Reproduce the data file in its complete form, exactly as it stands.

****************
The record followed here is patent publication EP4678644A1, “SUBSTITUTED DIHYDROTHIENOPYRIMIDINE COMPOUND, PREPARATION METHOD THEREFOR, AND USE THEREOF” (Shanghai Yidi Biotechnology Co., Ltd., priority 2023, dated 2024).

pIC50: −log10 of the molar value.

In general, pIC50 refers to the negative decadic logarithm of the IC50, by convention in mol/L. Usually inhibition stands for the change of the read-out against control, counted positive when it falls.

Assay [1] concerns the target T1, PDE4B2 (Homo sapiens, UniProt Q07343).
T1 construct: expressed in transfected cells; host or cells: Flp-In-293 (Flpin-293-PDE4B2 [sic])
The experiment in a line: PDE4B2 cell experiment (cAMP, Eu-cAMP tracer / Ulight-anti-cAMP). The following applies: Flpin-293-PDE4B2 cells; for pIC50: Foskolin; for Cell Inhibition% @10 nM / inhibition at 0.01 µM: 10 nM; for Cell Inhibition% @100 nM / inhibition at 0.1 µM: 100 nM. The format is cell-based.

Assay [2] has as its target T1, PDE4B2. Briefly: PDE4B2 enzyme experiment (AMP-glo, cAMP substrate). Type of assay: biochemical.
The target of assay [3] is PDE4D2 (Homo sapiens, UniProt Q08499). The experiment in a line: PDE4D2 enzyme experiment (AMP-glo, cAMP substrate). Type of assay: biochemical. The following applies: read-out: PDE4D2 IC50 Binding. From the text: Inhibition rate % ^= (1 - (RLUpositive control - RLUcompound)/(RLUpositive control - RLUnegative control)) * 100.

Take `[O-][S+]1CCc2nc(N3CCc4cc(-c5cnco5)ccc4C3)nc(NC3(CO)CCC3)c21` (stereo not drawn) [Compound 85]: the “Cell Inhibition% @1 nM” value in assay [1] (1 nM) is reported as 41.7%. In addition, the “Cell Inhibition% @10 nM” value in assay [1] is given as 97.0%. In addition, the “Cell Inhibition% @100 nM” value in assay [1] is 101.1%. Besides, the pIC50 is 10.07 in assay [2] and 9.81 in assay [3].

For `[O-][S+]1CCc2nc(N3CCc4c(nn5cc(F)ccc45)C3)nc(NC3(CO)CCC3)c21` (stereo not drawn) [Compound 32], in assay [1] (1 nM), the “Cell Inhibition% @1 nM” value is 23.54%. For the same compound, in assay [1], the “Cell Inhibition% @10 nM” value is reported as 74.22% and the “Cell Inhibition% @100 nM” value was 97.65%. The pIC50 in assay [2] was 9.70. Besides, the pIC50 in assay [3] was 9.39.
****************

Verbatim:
The record followed here is patent publication EP4678644A1, “SUBSTITUTED DIHYDROTHIENOPYRIMIDINE COMPOUND, PREPARATION METHOD THEREFOR, AND USE THEREOF” (Shanghai Yidi Biotechnology Co., Ltd., priority 2023, dated 2024).

pIC50: −log10 of the molar value.

In general, pIC50 refers to the negative decadic logarithm of the IC50, by convention in mol/L. Usually inhibition stands for the change of the read-out against control, counted positive when it falls.

Assay [1] concerns the target T1, PDE4B2 (Homo sapiens, UniProt Q07343).
T1 construct: expressed in transfected cells; host or cells: Flp-In-293 (Flpin-293-PDE4B2 [sic])
The experiment in a line: PDE4B2 cell experiment (cAMP, Eu-cAMP tracer / Ulight-anti-cAMP). The following applies: Flpin-293-PDE4B2 cells; for pIC50: Foskolin; for Cell Inhibition% @10 nM / inhibition at 0.01 µM: 10 nM; for Cell Inhibition% @100 nM / inhibition at 0.1 µM: 100 nM. The format is cell-based.

Assay [2] has as its target T1, PDE4B2. Briefly: PDE4B2 enzyme experiment (AMP-glo, cAMP substrate). Type of assay: biochemical.
The target of assay [3] is PDE4D2 (Homo sapiens, UniProt Q08499). The experiment in a line: PDE4D2 enzyme experiment (AMP-glo, cAMP substrate). Type of assay: biochemical. The following applies: read-out: PDE4D2 IC50 Binding. From the text: Inhibition rate % ^= (1 - (RLUpositive control - RLUcompound)/(RLUpositive control - RLUnegative control)) * 100.

Take `[O-][S+]1CCc2nc(N3CCc4cc(-c5cnco5)ccc4C3)nc(NC3(CO)CCC3)c21` (stereo not drawn) [Compound 85]: the “Cell Inhibition% @1 nM” value in assay [1] (1 nM) is reported as 41.7%. In addition, the “Cell Inhibition% @10 nM” value in assay [1] is given as 97.0%. In addition, the “Cell Inhibition% @100 nM” value in assay [1] is 101.1%. Besides, the pIC50 is 10.07 in assay [2] and 9.81 in assay [3].

For `[O-][S+]1CCc2nc(N3CCc4c(nn5cc(F)ccc45)C3)nc(NC3(CO)CCC3)c21` (stereo not drawn) [Compound 32], in assay [1] (1 nM), the “Cell Inhibition% @1 nM” value is 23.54%. For the same compound, in assay [1], the “Cell Inhibition% @10 nM” value is reported as 74.22% and the “Cell Inhibition% @100 nM” value was 97.65%. The pIC50 in assay [2] was 9.70. Besides, the pIC50 in assay [3] was 9.39.